Among other things, the general plan recommended the creation of "effective fuel breaks between urban and nonurban areas" and the use of fire-resistant vegetation and native plants by hillside homeowners.
Initially, Gibson Haskell said, residents responded aggressively with images of the 1970 blaze fresh in their minds. But by the late 1970s, "people got less serious about it," she said.
"I wish to hell people had a longer institutional memory," Gibson Haskell said.
As officials anxiously monitored weather reports predicting rains, work crews scattered grass seed across hillsides stripped naked by the flames. Others began constructing wooden and mesh flood control barriers to trap soil and rocks that could be swept loose by a deluge and imperil homes below.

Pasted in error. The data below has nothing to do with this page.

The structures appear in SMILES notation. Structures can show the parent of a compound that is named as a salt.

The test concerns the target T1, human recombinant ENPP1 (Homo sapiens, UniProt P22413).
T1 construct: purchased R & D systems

Soil experts said the fire destroyed not only trees, shrubs and other vegetation, but also their roots--a key anchor for topsoil.
"I understand there already has been some erosion just with the water used to put out the fire," said Albert Cerna of the U.S. Soil Conservation Service. "We're really concerned."
At the city's emergency assistance center, which opened Thursday, more than 130 people sought help, most of them seeking housing or aid with insurance forms.
Donations continued to flood a relief fund and the Salvation Army was fielding offers of shelter, food, psychological counseling and assorted other forms of help from around the state.
Perhaps the most unusual offer of assistance, said Salvation Army spokesman Ken Mercer, came from a masseuse who "offered her time to the firemen."
Morain reported from Oakland, Warren from Los Angeles.